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Well, the race is well and truly underway. I’ve been sending out notices to folks, writing these zines, and getting my name out. It’s not easy, but I’m having fun. To me, that’s the biggest deal. So, what’s this issue all about? Well, I’m gonna write a little bit about wrestling and how it fits in with TAFF in a very strang eway. I’ll also have M Lloyd saying a few things about why I should head over to the UK and what you could expect from me. So, no more stalling, let’s just get to the gettin’!
Wrestling with TAFF When I was growing up, I loved wrestling more than anything. It wasn’t unsual to find very young Chris on the floor, reading fanzines and watching TBS’ classic World Championship Wrestling. I watched hundreds of hours of wrestling. During the summer, I’d tape the Noon shows on ESPN and watch them over and over. It was a bit of an obsession, but I still remember loving those days. One of the things I remember was
reading issues of Holier Than Thou while watching Ric Flair and Terry Funk wrestle in Troy, New York in the match that changed wrestling forever. The greatest match ever on TBS, a brawl that made groups like ECW possible, and I watched it live. And I’ll foreever associate it with Topic A. Most folks know something about the TAFF Wars of the 1980s, and I was reading various zines my Dad had gathered and I read them. Now, this was several years after the events had taken place, but I was just reading about them for the first time. It sounded like a giant to-do even to a guy who was barely in his teens. I was reading pages and pages of stuff and it rememinded me of the other zines Pops had from the 1960s when there was a big deal about some guy name of Breen. I went back into Dad’s boxes and found a few of the ones from those days. It was interesting reading indeed. Funk vs. Flair is my all-time favourite wrestling match. It never fails to make me think that there’s greatness in wrestling, even if the stuff I’ve been watching on regular TV is just plain crap. It was a brawl and it was full of psychology and it seemed like a real contest and not the choreographed match that it really was. And every time I watch it, I think of the TAFF Wars. Not fondly, but more with a sense of connection to a past that I mostly missed out on. It’s not the best memory for fandom, but it’s one of those strange connections that seem to populate my life as I know it. There are other things that tie wrestling to fandom for me. The image of Freddie Blassie at a Westercon in the 1970s. The fact that The Fallen Angel Christopher Daniels was staying in the same hotel as World Fantasy this year and spent the entire night chatting with authors in the hotel bar. There’s also the story of Mick Foley writing a science fiction novel when he was a kid and being told that it wasn’t a respectable kind of endeavor. Now how many of us have heard that same line from our teachers?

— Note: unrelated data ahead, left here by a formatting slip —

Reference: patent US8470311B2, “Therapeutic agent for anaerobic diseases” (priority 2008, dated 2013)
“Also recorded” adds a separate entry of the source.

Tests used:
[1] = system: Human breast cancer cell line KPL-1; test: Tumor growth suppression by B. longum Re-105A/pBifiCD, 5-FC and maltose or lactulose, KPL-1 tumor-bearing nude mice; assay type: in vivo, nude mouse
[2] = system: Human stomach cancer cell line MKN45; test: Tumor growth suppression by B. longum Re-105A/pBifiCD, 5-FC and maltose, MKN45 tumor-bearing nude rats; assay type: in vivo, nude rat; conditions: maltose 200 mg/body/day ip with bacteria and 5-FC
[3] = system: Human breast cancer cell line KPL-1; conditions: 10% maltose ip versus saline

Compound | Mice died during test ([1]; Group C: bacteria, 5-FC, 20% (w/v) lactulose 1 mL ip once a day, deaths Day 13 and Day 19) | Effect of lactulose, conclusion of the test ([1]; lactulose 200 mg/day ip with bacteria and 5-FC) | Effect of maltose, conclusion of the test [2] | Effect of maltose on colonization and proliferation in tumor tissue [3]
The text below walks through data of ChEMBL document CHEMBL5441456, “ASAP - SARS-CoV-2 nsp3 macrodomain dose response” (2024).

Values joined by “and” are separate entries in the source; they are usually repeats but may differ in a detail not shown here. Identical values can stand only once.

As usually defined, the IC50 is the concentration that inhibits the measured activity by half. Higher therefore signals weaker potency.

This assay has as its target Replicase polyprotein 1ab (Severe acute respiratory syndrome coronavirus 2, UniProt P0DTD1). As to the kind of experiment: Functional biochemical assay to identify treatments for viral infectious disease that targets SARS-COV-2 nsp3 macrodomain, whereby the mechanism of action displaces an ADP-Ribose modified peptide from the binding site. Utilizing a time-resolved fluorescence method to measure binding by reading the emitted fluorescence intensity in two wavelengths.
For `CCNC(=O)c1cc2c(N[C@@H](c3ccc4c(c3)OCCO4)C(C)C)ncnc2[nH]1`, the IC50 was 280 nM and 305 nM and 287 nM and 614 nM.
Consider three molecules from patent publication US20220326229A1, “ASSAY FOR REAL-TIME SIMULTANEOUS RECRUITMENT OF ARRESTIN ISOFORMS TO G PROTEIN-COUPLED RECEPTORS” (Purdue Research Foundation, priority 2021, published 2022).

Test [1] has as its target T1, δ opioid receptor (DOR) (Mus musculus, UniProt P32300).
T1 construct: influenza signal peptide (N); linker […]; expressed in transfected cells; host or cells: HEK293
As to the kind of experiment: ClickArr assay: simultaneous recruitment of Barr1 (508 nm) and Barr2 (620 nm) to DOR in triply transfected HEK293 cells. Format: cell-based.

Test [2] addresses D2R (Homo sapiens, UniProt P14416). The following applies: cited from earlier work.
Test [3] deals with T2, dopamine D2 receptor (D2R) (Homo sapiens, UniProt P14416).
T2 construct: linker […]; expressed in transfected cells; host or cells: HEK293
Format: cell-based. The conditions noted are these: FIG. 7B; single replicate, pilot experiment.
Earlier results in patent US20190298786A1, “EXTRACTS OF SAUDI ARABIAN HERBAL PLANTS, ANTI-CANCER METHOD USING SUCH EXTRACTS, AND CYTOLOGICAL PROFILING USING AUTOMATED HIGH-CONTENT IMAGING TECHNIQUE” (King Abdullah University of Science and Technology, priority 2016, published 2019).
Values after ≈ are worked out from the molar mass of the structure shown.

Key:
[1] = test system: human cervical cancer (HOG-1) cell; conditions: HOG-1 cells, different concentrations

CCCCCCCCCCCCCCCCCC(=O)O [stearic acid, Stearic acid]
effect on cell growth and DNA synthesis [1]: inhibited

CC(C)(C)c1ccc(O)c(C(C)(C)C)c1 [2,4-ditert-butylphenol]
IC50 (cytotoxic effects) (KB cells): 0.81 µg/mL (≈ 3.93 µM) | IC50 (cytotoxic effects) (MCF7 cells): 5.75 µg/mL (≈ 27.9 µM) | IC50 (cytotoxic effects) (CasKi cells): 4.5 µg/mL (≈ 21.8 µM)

The complete guide to the writing of Christopher J. Garcia by Jay Crasdan There are too many outlets for Chris to get his words seen. Not only are there the zines you find on efanzines.com, but there are actual honest-to-God magazines that are more than willing to publish his words. I don’t understand why, fully, but there must be some reason behind the obvious madness. And that leads me to the point of this article. Chris writes so much it’s not easy to keep up and there’s no need to read anything. You simply have to match your interest to the kind of articles he writes for the specific zine. It’s all a scientific process, believe me. I spent nearly an hour working on the formula and then ran it by M and she said it sounded about right. First, there’s The Drink Tank. If you were to cut Chris open, spread his innards about on several pieces of paper, it would end up looking like The Drink Tank. If ever there was a zine that was the brain of it’s creator, it’s The DrinkTank. Chris makes the writing of The Drink Tank fit his vision of the world. There’s the art featuring busty women in corsets (Chris’ libido), the articles about nothing at all (Chris’ intellect) and there are those little bits and pieces of writing in Bold Italic that tell you what Chris is thinking (Chris’ short attention span). It’s all a wild mess, but it’s fun. That’s where you get the articles that Chris would never write for anyone else. There’s the personal stuff, and no one writes personal stuff like the team Chris has assembled for The Drink Tank. Chris’ articles dealing with his Dad, with his love life, even those talking about his take on fandom are all what The Drink Tank is about. If you don’t like personal writing, I’d skip reading Chris’ articles in The Drink Tank. Claims Department is hit-or-miss. Usually, it’s reportage and reviewage, but in reality, it’s just like going to dinner with him and having a long conversation. That’s his most conversational zine and it’s the one that Chris does the most to produce solid